Bigredcoat

Videogames, politics, science, all the important things in life.

Now, if they sold this to Neverhood, that’d have been neat..

Posted by nfinit on January 23, 2007

Those of you keeping up with this sort of thing already know about Harmonix selling off the rights to the Guitar Hero franchise to Neversoft, and the possible implications. Those of you who don’t know about this already fall into two camps– one, those who don’t know what Guitar Hero is, and those of you who are fans of Guitar Hero are wondering who Neversoft if they need to go ahead and crack open a bottle of Royal Crown. For the former, I implore you to go find someone (preferably someone who knows what they are doing) playing Guitar Hero, It’s one of those games you really need to see played to tell if younullre a fan of it or not. Personally, I’m a big fan of it even though I’m utterly incompetent at playing it. For the latter– Neversoft are the guys who make Tony Hawk games. Well, now Tony Hawk and Guitar Hero.

If I knew anything about music, I’d feel compelled to make some pithy comparison about The Sex Pistols selling their back catalog to Green Day. Since I know nothing about music, instead I’ll make a lame comparison about The Sex Pistols selling their back catalog to Green Day.

Now I’m not going to say this is going to lead to something terrible, after all it’s not fair to judge Neversoft’s vision of Guitar Hero before they’ve even typed up any code, but reading the Game Daily Interview with Red Octane’s Dusty Welch, a Guitar Hero fan can’t help but be… well, scared for his life, really.

Internalizing development allows for more control of the creative elements of the game and, in this instance, provides for a much more robust and feature laden franchise. We believe that having the talented group at Neversoft, with their unprecedented string of market success with the billion dollar Tony Hawk franchise, develop the next Guitar Hero game will allow us to vastly enrich the consumer experience. We are excited to further the music and rhythm-based videogame genre, and Neversoft has the full experience, knowledge, and talent to do this.

Okay. Some buzz-speak, but he is management. Not too bad.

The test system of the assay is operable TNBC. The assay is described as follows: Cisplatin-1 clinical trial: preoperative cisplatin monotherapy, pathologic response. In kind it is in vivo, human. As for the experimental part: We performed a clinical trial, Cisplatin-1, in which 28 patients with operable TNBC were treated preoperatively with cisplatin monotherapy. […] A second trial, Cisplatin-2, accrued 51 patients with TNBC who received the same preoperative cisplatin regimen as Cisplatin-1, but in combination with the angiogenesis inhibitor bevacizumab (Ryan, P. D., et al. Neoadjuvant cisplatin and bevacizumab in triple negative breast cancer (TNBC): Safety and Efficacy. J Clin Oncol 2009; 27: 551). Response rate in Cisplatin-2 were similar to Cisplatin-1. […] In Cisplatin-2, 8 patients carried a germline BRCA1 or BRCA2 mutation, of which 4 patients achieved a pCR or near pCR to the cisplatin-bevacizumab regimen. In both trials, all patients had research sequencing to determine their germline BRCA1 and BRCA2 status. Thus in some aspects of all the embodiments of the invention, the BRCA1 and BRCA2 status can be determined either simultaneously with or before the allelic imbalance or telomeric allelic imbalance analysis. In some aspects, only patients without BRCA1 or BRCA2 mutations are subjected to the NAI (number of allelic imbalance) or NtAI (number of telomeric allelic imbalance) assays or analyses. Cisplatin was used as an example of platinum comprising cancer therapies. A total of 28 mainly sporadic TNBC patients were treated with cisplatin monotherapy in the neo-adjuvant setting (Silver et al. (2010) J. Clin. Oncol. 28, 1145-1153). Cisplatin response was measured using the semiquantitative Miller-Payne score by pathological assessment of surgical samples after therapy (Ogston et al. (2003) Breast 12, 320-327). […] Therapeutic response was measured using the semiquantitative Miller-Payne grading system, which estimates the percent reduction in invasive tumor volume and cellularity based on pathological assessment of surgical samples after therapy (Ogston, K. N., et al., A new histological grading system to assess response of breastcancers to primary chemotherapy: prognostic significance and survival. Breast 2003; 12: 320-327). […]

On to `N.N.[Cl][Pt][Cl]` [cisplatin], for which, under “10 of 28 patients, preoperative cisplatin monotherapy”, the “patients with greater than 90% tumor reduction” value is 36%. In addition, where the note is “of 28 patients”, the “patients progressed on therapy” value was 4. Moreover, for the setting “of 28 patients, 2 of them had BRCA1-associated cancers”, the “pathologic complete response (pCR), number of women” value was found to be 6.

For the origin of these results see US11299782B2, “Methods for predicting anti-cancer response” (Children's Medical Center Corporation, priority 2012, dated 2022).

“We have tremendous respect for, and greatly appreciate, everything that Harmonix has done for the Guitar Hero franchise. Their vision has always aligned with ours from the start. In looking toward the future, we believe it was a natural and neutral decision for us to look at other opportunities. We look forward to partnering with Neversoft’s development team, and can’t wait to show our fans what we have in store for them.”

Wow, that’s… that’s a lot of buzz-speak. Guitar Hero fans are probably squirming in their seats right about now…

“Neversoft has a long-standing and trusted reputation for developing great games that appeal to our core target demographic, and we’re definitely excited they’re on board!”

Those of you remembering Tony Hawk’s Underground– which extensively incorporated Bam fucking Margera– are probably grinding their plastic fretboards between their teeth right now. Save your teeth, it’s about to get far, far worse.

“Neversoft’s talents and extensive experience working within the skateboarding and music culture are already adding tremendous value to Guitar Hero‘s core tenet of fulfilling the fantasy of becoming a rock star.”

The blurred vision you may be experiencing right now is a direct result of spending the past five minutes slamming your head into the nearest wall. For the sake of your long term memory, please don’t re-read the above.

Now, I’m not saying this automatically going to be a Bad Thing– after all, Neversoft could just keep pumping out Guitar Hero iterations the same way Capcom did Street Fighter II and the fans would be happy and we’d still be getting enjoyable games. And hey, it’s not like Neversoft is a bad publisher, the Tony Hawk stuff is (generally) well-received. Problem is, after hearing Dusty Welch use more buzz-speak than a meeting of Applebee’s middle management, you can’t help but imagine “stay the course” is the best possible outcome for Guitar Hero at this point. At this point you start to wonder if we’ll ever see 80’s Guitar Hero or Johnny Cash Guitar Hero, you start to seriously expect to see Creed Guitar Hero and Kidz Bop Guitar Hero and Kevin Federline Guitar Hero. At least Harmonix didn’t sell to EA, the thoughts of a Guitar Hero using EA Trax would be an act of sin so strong as to turn the rivers red with blood. In fact, it’d be an act so evil you sort of wonder why EA hasn’t already tried to build a GH clone.

I can’t blame Harmonix, though. You have to figure after two wildly successful iterations of of Guitar Hero (and a fully Live-connected Guitar Hero II for the 360 coming up) that they’ve done pretty much everything they ever wanted to with the game– sure, they can go around the next ten years making Guitar Hero sequels, but if you’re going to do that, why not sell the rights to someone else? These are developers, they’re artists, they have an innate need to create, they will want to see if they can do better than Guitar Hero. You sort of have to commend the ability to discard your gravy train in order to pursue the muse. Indeed, one can think of no less an attitude for a development studio dedicated to fusing music and games.

You just sort of hope the next game they try stays in the garage for a little bit longer.

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One Response to “Now, if they sold this to Neverhood, that’d have been neat..”

  1. Kevin said

    Your layout and colors are good, *thumbs up*-polekatt

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